Chalk one up for experience, absolutely. Put another notch in the list of failures, yes. Yet I had this feeling deep inside that all these reversals, were merely prepping me for greater things. They were, and as time panned out I was able to bring that body of experience to bear on my future roles.
If I have one regret out of all this, it is this. That I rubbed some people the wrong way, I think it is an ex-employee from Goa, who till this day slanders me in a manner most foul, not pausing to think for a minute, that there were circumstances that were totally above and beyond my control, and that is why we fell by the wayside.
With this latest set of developments, Integra was finished, the toll was taken, a toll much to much to bear. I have a fair idea who this gentleman is, as he keeps commenting on my public blogs, I have the IP addresses. They originate from the US, and if I ever find this person, I will make sure he goes behind bars for slander, for defamation, and for being a total coward, hiding behind assumed names, hiding behind the names of other loyal employees and well wishers. I suspect that this person believes that I was be damaged, my image will be tarnished, but little does this idiot know, that the goodwill I have generated over my entire career in business, in my profession, and personally is so strong, that people actually laugh when they read his rantings.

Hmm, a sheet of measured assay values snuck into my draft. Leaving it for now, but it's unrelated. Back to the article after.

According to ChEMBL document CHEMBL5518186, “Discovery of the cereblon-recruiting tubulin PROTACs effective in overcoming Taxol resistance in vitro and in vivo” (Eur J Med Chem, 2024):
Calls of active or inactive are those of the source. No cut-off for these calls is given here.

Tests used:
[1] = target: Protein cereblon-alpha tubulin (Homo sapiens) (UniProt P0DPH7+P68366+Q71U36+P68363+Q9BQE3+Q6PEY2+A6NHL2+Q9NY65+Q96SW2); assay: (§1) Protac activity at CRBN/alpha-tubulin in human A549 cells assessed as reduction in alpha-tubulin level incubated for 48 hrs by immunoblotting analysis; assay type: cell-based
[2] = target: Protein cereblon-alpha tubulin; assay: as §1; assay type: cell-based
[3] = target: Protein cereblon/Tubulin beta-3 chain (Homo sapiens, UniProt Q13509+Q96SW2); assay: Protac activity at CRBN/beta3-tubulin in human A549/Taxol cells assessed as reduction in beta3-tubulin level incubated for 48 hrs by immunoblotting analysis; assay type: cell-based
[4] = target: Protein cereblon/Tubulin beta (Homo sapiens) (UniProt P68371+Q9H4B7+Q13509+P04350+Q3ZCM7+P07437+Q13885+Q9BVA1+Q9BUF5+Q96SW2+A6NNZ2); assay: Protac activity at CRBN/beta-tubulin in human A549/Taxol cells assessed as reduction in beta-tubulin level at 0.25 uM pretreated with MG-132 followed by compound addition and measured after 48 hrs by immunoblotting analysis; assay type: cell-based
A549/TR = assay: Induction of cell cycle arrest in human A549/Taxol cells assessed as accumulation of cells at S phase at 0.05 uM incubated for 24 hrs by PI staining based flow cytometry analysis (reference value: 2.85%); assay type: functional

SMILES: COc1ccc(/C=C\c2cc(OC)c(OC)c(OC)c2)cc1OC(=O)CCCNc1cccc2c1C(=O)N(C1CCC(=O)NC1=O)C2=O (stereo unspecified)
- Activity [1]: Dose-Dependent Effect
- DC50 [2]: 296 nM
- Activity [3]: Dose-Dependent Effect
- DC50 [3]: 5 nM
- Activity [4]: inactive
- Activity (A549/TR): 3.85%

With this I conclude the narrative of the series of reversals, and that brings me rather nicely to how I got my first job. I had to take up a job despite the fact that I had never worked for anyone before. Now that job was also with a startup, albeit promoted by a well-known brick and mortar company, and that experience is another fascinating tale. Coming up next.